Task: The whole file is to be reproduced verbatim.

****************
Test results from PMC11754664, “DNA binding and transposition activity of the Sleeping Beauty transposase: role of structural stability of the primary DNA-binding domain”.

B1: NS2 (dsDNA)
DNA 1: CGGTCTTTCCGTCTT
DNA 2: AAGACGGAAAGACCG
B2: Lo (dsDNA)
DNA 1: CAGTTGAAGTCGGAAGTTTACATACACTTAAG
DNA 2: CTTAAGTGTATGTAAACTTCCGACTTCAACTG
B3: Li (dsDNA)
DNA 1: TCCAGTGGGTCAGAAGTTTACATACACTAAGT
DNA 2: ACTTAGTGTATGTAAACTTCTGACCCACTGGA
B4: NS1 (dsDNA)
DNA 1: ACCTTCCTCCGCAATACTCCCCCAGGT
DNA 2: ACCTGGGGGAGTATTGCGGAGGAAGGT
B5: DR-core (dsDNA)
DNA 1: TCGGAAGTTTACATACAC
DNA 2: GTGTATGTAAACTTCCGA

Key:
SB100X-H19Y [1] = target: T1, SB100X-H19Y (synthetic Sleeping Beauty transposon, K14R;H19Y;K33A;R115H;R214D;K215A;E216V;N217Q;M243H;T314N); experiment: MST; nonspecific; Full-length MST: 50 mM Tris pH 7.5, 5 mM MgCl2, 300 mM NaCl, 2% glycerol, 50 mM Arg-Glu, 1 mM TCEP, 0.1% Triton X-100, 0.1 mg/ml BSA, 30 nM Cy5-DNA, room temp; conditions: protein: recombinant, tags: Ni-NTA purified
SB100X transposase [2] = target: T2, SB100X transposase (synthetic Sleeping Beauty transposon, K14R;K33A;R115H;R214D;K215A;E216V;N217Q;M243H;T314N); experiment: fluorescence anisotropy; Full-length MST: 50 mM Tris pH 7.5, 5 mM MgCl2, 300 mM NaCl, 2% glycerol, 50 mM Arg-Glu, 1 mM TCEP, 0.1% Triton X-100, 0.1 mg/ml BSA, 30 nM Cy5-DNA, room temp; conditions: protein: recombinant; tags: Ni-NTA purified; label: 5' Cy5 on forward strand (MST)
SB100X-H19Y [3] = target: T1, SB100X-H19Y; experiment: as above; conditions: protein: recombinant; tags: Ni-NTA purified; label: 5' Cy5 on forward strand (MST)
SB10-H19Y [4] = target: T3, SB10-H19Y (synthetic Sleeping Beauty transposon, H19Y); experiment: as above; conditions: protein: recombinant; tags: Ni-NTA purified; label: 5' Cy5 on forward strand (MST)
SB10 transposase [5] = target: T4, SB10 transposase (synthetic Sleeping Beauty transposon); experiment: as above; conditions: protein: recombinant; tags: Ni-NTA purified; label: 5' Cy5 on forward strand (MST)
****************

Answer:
Test results from PMC11754664, “DNA binding and transposition activity of the Sleeping Beauty transposase: role of structural stability of the primary DNA-binding domain”.

B1: NS2 (dsDNA)
DNA 1: CGGTCTTTCCGTCTT
DNA 2: AAGACGGAAAGACCG
B2: Lo (dsDNA)
DNA 1: CAGTTGAAGTCGGAAGTTTACATACACTTAAG
DNA 2: CTTAAGTGTATGTAAACTTCCGACTTCAACTG
B3: Li (dsDNA)
DNA 1: TCCAGTGGGTCAGAAGTTTACATACACTAAGT
DNA 2: ACTTAGTGTATGTAAACTTCTGACCCACTGGA
B4: NS1 (dsDNA)
DNA 1: ACCTTCCTCCGCAATACTCCCCCAGGT
DNA 2: ACCTGGGGGAGTATTGCGGAGGAAGGT
B5: DR-core (dsDNA)
DNA 1: TCGGAAGTTTACATACAC
DNA 2: GTGTATGTAAACTTCCGA

Key:
SB100X-H19Y [1] = target: T1, SB100X-H19Y (synthetic Sleeping Beauty transposon, K14R;H19Y;K33A;R115H;R214D;K215A;E216V;N217Q;M243H;T314N); experiment: MST; nonspecific; Full-length MST: 50 mM Tris pH 7.5, 5 mM MgCl2, 300 mM NaCl, 2% glycerol, 50 mM Arg-Glu, 1 mM TCEP, 0.1% Triton X-100, 0.1 mg/ml BSA, 30 nM Cy5-DNA, room temp; conditions: protein: recombinant, tags: Ni-NTA purified
SB100X transposase [2] = target: T2, SB100X transposase (synthetic Sleeping Beauty transposon, K14R;K33A;R115H;R214D;K215A;E216V;N217Q;M243H;T314N); experiment: fluorescence anisotropy; Full-length MST: 50 mM Tris pH 7.5, 5 mM MgCl2, 300 mM NaCl, 2% glycerol, 50 mM Arg-Glu, 1 mM TCEP, 0.1% Triton X-100, 0.1 mg/ml BSA, 30 nM Cy5-DNA, room temp; conditions: protein: recombinant; tags: Ni-NTA purified; label: 5' Cy5 on forward strand (MST)
SB100X-H19Y [3] = target: T1, SB100X-H19Y; experiment: as above; conditions: protein: recombinant; tags: Ni-NTA purified; label: 5' Cy5 on forward strand (MST)
SB10-H19Y [4] = target: T3, SB10-H19Y (synthetic Sleeping Beauty transposon, H19Y); experiment: as above; conditions: protein: recombinant; tags: Ni-NTA purified; label: 5' Cy5 on forward strand (MST)
SB10 transposase [5] = target: T4, SB10 transposase (synthetic Sleeping Beauty transposon); experiment: as above; conditions: protein: recombinant; tags: Ni-NTA purified; label: 5' Cy5 on forward strand (MST)